There are various regions of the world with more than one official language. In those regions the generic name tag will usually contain both names which will just make sense if only this tag is rendered like osm carto does.

So what to do in those cases?

Well if the desired target language name is part of the generic name tag just use this one and avoid duplicates at any cost! As an example lets take Bolzano/Bozen in the autonomous province South Tyrol. Official languages there are Italian and German thus the generic name tag will be „Bolzano – Bozen“. Doing some search magic in various name tags we will end up using „Bolzano\nBozen“ in German localization and using „Bolzano – Bozen“ unaltered in English localization because there is no name:en tag.

But what to do if name contains non latin scripts?

The main rationale behind my whole code is that the mapper is always right and that automatic transcription should be only used as a last resort.

This said please do not tag transcriptions as localized names in any case because they will be redundant at best and plain wrong at worst. This is a job that computers should be able to do better. Also do never map automated transcriptions.

Transcriptions might be mapped in cases when they are printed on an official place-name sign. Please use the appropriate tag like name:jp_rm or name:ko-Latn in this case and not something like name:en or name:de.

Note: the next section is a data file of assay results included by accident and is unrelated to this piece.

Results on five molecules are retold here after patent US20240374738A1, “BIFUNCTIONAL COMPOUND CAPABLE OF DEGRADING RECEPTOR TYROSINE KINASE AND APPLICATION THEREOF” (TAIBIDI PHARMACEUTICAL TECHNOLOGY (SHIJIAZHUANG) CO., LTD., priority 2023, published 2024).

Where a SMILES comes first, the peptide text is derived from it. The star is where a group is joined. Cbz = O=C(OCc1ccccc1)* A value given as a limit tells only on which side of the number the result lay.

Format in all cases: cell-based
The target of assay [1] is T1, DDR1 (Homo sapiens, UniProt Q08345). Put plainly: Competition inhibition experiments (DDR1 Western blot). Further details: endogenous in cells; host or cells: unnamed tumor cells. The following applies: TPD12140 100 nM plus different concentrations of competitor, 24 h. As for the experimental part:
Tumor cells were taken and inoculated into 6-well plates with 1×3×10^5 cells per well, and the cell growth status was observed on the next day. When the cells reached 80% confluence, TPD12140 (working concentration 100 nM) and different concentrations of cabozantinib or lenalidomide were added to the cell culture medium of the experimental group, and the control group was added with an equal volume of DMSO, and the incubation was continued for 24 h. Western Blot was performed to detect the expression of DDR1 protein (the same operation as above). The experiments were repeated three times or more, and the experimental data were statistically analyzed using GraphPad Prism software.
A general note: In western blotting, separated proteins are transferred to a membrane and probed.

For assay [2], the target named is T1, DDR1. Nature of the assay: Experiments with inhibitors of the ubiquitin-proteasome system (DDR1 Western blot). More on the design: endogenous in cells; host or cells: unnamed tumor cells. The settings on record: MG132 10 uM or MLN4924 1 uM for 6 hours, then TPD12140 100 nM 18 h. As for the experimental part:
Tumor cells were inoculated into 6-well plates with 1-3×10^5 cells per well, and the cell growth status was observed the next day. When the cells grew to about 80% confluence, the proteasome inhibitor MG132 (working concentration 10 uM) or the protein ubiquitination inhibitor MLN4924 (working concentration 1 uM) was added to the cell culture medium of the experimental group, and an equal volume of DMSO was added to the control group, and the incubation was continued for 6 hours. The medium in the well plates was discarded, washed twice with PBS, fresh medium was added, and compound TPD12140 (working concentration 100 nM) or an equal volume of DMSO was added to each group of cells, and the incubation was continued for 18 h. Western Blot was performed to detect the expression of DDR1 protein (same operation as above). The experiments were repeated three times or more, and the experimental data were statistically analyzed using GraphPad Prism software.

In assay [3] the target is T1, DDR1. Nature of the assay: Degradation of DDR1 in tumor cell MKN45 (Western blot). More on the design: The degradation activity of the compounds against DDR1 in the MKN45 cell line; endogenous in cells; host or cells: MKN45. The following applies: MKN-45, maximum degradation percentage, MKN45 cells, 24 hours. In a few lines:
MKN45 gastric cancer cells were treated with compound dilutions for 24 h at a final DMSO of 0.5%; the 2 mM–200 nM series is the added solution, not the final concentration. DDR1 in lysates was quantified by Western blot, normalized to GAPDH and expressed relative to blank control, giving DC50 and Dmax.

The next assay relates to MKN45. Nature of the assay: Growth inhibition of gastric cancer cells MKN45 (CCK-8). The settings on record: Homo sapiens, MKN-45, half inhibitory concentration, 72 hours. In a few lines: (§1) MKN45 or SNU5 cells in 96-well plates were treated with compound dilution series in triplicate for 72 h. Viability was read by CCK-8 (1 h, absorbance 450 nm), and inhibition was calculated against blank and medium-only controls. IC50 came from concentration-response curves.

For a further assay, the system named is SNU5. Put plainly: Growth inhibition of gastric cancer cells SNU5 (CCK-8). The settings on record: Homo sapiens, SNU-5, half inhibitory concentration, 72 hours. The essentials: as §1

(Image ©Heinrich Damm Wikimedia Commons CC BY-SA 3.0)

Correct tagging (IMO) should be:
name:th-Latn=thanon yaoverat
name:en=CHINA TOWN

So a few final words to transcription and the code currently in use. Please keep in mind that transcription is always done as a last resort only in case when there are no suitable name-tags on the object.

Some of the readers may already know the difference between transcription and transliteration. Nevertheless some may not so I will explain it. While transliteration is fully reversible transcription might not always be. So in case of rendered maps transcription is likely what we want to have because we do not care about a reversible algorithm in this case.

First I started with a rather naive approach. I just used the Any-Latin transliteration code from libicu. Unfortunately this was not a very good idea in a couple of cases thus I went for a little bit more sophisticated approach.

So here is how the current code performs transcription:

  1. Call a function to get the country where the object is located at
    (This function is actually based on a database table from nominatim)
  2. If the country in question is one with a country specific transcription algorithm go for this one and use libicu otherwise.

Currently in Japan kakasi is used instead of libicu in order to avoid chinese transcriptions and in Thailand some python code is used because libicu uses a rarely used ISO standard transliteration instead of the more common Royal Thai General System of Transcription (RTGS).